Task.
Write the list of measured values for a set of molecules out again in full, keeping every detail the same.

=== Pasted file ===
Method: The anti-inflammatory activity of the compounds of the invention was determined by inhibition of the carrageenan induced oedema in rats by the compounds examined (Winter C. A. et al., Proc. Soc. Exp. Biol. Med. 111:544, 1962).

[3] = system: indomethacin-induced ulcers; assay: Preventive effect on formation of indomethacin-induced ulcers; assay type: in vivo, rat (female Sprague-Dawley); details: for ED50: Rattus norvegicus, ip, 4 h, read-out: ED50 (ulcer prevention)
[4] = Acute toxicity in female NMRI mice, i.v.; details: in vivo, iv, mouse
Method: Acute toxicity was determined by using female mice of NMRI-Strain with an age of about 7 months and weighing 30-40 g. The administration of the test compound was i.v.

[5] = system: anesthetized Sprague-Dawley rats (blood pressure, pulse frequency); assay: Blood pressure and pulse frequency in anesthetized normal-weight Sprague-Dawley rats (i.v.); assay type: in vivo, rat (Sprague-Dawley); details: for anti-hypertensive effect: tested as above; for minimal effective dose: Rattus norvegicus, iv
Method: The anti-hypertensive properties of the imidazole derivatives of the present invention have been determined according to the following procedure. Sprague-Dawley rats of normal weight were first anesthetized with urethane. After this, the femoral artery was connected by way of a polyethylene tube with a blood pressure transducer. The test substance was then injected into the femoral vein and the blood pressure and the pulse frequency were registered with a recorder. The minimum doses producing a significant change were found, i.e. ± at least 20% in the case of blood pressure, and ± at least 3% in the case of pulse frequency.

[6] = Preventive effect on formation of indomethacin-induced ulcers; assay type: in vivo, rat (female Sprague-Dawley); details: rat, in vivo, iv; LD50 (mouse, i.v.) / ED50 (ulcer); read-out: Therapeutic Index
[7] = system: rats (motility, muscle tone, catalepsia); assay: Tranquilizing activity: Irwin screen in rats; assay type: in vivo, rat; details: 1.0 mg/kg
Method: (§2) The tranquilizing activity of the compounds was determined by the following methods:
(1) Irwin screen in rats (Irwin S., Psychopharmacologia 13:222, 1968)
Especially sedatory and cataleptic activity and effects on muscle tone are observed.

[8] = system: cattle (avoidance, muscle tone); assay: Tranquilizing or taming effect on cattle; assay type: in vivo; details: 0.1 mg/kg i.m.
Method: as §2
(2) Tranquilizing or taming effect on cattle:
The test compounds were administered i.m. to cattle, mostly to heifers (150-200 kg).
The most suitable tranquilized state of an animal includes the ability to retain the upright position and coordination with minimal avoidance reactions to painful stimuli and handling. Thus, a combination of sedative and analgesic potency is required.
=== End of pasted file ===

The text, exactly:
Method: The anti-inflammatory activity of the compounds of the invention was determined by inhibition of the carrageenan induced oedema in rats by the compounds examined (Winter C. A. et al., Proc. Soc. Exp. Biol. Med. 111:544, 1962).

[3] = system: indomethacin-induced ulcers; assay: Preventive effect on formation of indomethacin-induced ulcers; assay type: in vivo, rat (female Sprague-Dawley); details: for ED50: Rattus norvegicus, ip, 4 h, read-out: ED50 (ulcer prevention)
[4] = Acute toxicity in female NMRI mice, i.v.; details: in vivo, iv, mouse
Method: Acute toxicity was determined by using female mice of NMRI-Strain with an age of about 7 months and weighing 30-40 g. The administration of the test compound was i.v.

[5] = system: anesthetized Sprague-Dawley rats (blood pressure, pulse frequency); assay: Blood pressure and pulse frequency in anesthetized normal-weight Sprague-Dawley rats (i.v.); assay type: in vivo, rat (Sprague-Dawley); details: for anti-hypertensive effect: tested as above; for minimal effective dose: Rattus norvegicus, iv
Method: The anti-hypertensive properties of the imidazole derivatives of the present invention have been determined according to the following procedure. Sprague-Dawley rats of normal weight were first anesthetized with urethane. After this, the femoral artery was connected by way of a polyethylene tube with a blood pressure transducer. The test substance was then injected into the femoral vein and the blood pressure and the pulse frequency were registered with a recorder. The minimum doses producing a significant change were found, i.e. ± at least 20% in the case of blood pressure, and ± at least 3% in the case of pulse frequency.

[6] = Preventive effect on formation of indomethacin-induced ulcers; assay type: in vivo, rat (female Sprague-Dawley); details: rat, in vivo, iv; LD50 (mouse, i.v.) / ED50 (ulcer); read-out: Therapeutic Index
[7] = system: rats (motility, muscle tone, catalepsia); assay: Tranquilizing activity: Irwin screen in rats; assay type: in vivo, rat; details: 1.0 mg/kg
Method: (§2) The tranquilizing activity of the compounds was determined by the following methods:
(1) Irwin screen in rats (Irwin S., Psychopharmacologia 13:222, 1968)
Especially sedatory and cataleptic activity and effects on muscle tone are observed.

[8] = system: cattle (avoidance, muscle tone); assay: Tranquilizing or taming effect on cattle; assay type: in vivo; details: 0.1 mg/kg i.m.
Method: as §2
(2) Tranquilizing or taming effect on cattle:
The test compounds were administered i.m. to cattle, mostly to heifers (150-200 kg).
The most suitable tranquilized state of an animal includes the ability to retain the upright position and coordination with minimal avoidance reactions to painful stimuli and handling. Thus, a combination of sedative and analgesic potency is required.